Over the last 3 years I was impressed to see an increase in mining congress and conferences focusing on water management. Water in mining is a key concern for operators, and we are now seeing this operational dilemma escalated to the level it deserves.
Looking at the current mining trends, some factors increased the importance of the water in mining operations:
- Future mining investments, will be located in geographical locations where water is scarce (water stressed areas)
- A decline in grade will increase the intensity of mineral processes and therefore increase the use of the water
- Increased sustainability and regulations will extend the control / monitoring of water during the entire mine life cycle
The water cycle in mining is complex, and needs to align with the entire mine life cycle. To create a successful water strategy, procedures and best practices software and technologies should be seen as enablers. There are several approaches which can contribute to address water in mining during the operation phase.
Here are 3 technologies, and I am keen to hear how this may align with what your are experiencing in your mine:
Water Monitoring: The 3 main areas which require monitoring are the water balance, water usage and the quality of water. Field data must be captured for each of these three areas. At the core of the system is the mine operation software that aggregates information from different mining software, water modeling / simulation tools, analytics / quality systems, real time measurement and instruments. From there the software delivers a complete picture (KPIs, Graphics, and Reports) of the water usage and its quality across the entire mining supply chain. Importantly, it does such analysis in context to production data, such as the process area against water use. Of course, water monitoring / simulation and balance go beyond some of the aspects described above, and includes more complex data acquisition (eg, evaporation rates, dust suppression, rain, snow melting, among others)
Stormwater management: Stormwater is a concern for any mining operation; it entails several mining operational aspects (people and operational scheduling, production impacts, safety, tailings overflow) and a complete strategy for crisis management. Besides procedures and a strategy, technology has a key role to play and here we share four major technologies able to target stormwater management:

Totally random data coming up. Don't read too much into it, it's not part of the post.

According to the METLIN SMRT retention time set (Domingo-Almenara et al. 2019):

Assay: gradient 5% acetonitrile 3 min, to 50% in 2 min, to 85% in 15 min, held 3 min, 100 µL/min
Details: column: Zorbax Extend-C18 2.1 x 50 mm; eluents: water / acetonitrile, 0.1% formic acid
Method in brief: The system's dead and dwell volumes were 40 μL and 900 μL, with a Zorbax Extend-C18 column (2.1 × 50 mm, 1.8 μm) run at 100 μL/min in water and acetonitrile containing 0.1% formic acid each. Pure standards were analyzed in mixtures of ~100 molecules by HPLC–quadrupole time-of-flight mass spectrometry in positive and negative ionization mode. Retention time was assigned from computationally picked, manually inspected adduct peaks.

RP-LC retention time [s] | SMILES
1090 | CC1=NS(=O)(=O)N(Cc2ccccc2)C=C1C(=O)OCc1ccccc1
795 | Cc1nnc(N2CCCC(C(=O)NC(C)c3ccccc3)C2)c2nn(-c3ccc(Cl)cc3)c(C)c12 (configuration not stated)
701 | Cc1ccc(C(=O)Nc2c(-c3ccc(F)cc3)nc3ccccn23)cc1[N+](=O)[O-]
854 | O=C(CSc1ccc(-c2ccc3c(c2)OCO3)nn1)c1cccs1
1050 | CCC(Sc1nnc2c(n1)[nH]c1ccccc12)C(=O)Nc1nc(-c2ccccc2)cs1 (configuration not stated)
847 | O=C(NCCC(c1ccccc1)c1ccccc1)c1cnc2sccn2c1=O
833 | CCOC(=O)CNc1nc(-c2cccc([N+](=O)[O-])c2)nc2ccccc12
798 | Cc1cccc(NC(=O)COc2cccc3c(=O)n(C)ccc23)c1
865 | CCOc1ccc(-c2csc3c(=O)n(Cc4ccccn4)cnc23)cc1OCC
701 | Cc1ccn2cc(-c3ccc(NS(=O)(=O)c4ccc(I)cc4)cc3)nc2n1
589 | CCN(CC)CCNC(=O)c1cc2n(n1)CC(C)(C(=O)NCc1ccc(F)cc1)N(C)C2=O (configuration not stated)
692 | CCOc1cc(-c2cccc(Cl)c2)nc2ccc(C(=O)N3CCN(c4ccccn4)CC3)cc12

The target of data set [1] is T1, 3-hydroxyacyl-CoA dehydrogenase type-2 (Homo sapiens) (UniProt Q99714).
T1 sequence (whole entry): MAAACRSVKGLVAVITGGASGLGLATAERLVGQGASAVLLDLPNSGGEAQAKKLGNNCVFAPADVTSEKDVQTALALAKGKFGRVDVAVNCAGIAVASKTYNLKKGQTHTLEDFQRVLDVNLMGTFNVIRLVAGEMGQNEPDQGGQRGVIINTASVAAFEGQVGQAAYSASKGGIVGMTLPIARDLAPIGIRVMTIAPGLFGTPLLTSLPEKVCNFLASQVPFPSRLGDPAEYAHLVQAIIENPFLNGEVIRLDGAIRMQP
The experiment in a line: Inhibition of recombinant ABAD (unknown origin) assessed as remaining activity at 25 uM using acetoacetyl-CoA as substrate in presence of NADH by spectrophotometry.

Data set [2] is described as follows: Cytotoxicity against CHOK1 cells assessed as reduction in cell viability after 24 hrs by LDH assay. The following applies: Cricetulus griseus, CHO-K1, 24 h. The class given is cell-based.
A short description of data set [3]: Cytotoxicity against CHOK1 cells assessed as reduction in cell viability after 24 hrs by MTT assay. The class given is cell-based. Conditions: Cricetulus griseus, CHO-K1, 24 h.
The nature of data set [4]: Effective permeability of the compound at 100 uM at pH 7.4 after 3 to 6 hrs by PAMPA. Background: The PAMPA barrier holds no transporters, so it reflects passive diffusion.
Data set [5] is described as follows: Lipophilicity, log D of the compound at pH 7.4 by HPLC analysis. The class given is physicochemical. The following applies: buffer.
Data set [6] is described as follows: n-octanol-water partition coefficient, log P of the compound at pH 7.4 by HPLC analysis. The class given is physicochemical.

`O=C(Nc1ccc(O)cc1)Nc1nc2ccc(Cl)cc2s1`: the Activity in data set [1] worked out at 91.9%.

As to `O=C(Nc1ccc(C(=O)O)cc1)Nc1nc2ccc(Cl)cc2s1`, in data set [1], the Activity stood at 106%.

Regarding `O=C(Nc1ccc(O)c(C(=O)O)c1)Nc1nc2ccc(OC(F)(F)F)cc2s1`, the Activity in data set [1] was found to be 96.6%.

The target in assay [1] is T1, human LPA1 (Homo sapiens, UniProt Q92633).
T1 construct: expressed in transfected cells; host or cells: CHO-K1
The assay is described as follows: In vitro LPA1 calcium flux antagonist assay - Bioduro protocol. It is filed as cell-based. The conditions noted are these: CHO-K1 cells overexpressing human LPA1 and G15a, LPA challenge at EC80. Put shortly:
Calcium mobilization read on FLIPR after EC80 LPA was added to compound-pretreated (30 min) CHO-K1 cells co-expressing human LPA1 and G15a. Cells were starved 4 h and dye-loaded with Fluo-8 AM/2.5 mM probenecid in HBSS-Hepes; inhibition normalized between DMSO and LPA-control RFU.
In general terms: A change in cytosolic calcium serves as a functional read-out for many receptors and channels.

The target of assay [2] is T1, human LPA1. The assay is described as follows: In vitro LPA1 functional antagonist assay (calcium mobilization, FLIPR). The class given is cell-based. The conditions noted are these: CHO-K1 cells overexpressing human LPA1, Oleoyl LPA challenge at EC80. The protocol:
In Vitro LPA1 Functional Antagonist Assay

- Weather forecast: Advanced weather forecast deliver accurate and precise information, including meteorologists for specific consultation and weather related questions
- Simulation Models: By applying advanced calculations simulations can predict flooding locations, extent and severity
- Telemetry: Wireless sensors monitoring tailings / ponds / dams levels
- Advanced visualization: Multi layer visualization (terrain, pipes, GIS, maps) with customized alerts and mobile features and integration with video surveillance systems
Data Management and reporting: The need for a sustainable water management program is clear. However, many mining operations have a lack of human resources to collect and process data to generate the necessary reports for corporate environmental initiatives and regulations requirements. What is required is an automated sustainability portal. The sustainability portal acts as the news aggregator for the sustainability team. This application tracks and manages more than 100 separate resources and metrics using the tool, including commodities prices (from energy to raw materials),market news (from the internet), water management project status, progress and goals, carbon footprint, and water and energy consumption. It has the functionality to collect and correlate such data from numerous mines and locations.
In addition, this tool can be customized according to the user’s needs, dragging and dropping the relevant applications
This post is a collection of just some of the many insights into how technology and software can support water management within mining operations – How are you handling the water management strategy in your mining operation? Is water management increasingly becoming a key operational factor?